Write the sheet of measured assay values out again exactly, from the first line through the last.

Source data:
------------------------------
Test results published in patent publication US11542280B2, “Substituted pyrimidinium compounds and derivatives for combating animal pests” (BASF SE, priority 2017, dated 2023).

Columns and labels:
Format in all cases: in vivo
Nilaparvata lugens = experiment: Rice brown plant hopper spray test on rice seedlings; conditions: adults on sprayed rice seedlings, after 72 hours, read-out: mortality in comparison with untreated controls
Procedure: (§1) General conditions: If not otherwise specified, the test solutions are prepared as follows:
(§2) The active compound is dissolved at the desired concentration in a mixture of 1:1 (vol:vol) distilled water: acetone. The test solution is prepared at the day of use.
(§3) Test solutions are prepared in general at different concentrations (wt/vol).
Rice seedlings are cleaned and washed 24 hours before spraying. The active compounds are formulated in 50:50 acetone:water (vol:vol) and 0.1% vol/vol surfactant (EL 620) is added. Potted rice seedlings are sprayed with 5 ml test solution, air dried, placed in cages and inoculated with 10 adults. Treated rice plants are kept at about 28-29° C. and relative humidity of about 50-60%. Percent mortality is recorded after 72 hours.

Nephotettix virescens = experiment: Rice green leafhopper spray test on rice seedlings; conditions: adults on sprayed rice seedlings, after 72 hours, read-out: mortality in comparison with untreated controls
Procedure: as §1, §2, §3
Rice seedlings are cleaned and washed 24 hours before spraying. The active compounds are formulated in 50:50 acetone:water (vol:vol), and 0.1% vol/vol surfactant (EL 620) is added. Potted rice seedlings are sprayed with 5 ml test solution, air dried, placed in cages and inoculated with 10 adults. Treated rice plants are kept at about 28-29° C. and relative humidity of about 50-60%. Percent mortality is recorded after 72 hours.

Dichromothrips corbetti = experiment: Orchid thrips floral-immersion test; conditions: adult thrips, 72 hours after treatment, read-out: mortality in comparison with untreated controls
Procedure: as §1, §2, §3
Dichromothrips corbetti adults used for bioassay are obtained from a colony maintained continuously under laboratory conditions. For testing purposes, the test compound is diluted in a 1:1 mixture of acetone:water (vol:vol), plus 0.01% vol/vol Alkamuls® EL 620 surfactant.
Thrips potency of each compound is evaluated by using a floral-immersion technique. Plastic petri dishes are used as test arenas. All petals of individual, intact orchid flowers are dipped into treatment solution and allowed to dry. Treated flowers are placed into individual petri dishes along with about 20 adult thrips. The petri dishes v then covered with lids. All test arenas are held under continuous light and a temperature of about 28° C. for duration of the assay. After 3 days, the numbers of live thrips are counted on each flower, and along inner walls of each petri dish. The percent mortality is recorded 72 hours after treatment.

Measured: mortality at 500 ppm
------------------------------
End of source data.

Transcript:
Test results published in patent publication US11542280B2, “Substituted pyrimidinium compounds and derivatives for combating animal pests” (BASF SE, priority 2017, dated 2023).

Columns and labels:
Format in all cases: in vivo
Nilaparvata lugens = experiment: Rice brown plant hopper spray test on rice seedlings; conditions: adults on sprayed rice seedlings, after 72 hours, read-out: mortality in comparison with untreated controls
Procedure: (§1) General conditions: If not otherwise specified, the test solutions are prepared as follows:
(§2) The active compound is dissolved at the desired concentration in a mixture of 1:1 (vol:vol) distilled water: acetone. The test solution is prepared at the day of use.
(§3) Test solutions are prepared in general at different concentrations (wt/vol).
Rice seedlings are cleaned and washed 24 hours before spraying. The active compounds are formulated in 50:50 acetone:water (vol:vol) and 0.1% vol/vol surfactant (EL 620) is added. Potted rice seedlings are sprayed with 5 ml test solution, air dried, placed in cages and inoculated with 10 adults. Treated rice plants are kept at about 28-29° C. and relative humidity of about 50-60%. Percent mortality is recorded after 72 hours.

Nephotettix virescens = experiment: Rice green leafhopper spray test on rice seedlings; conditions: adults on sprayed rice seedlings, after 72 hours, read-out: mortality in comparison with untreated controls
Procedure: as §1, §2, §3
Rice seedlings are cleaned and washed 24 hours before spraying. The active compounds are formulated in 50:50 acetone:water (vol:vol), and 0.1% vol/vol surfactant (EL 620) is added. Potted rice seedlings are sprayed with 5 ml test solution, air dried, placed in cages and inoculated with 10 adults. Treated rice plants are kept at about 28-29° C. and relative humidity of about 50-60%. Percent mortality is recorded after 72 hours.

Dichromothrips corbetti = experiment: Orchid thrips floral-immersion test; conditions: adult thrips, 72 hours after treatment, read-out: mortality in comparison with untreated controls
Procedure: as §1, §2, §3
Dichromothrips corbetti adults used for bioassay are obtained from a colony maintained continuously under laboratory conditions. For testing purposes, the test compound is diluted in a 1:1 mixture of acetone:water (vol:vol), plus 0.01% vol/vol Alkamuls® EL 620 surfactant.
Thrips potency of each compound is evaluated by using a floral-immersion technique. Plastic petri dishes are used as test arenas. All petals of individual, intact orchid flowers are dipped into treatment solution and allowed to dry. Treated flowers are placed into individual petri dishes along with about 20 adult thrips. The petri dishes v then covered with lids. All test arenas are held under continuous light and a temperature of about 28° C. for duration of the assay. After 3 days, the numbers of live thrips are counted on each flower, and along inner walls of each petri dish. The percent mortality is recorded 72 hours after treatment.

Measured: mortality at 500 ppm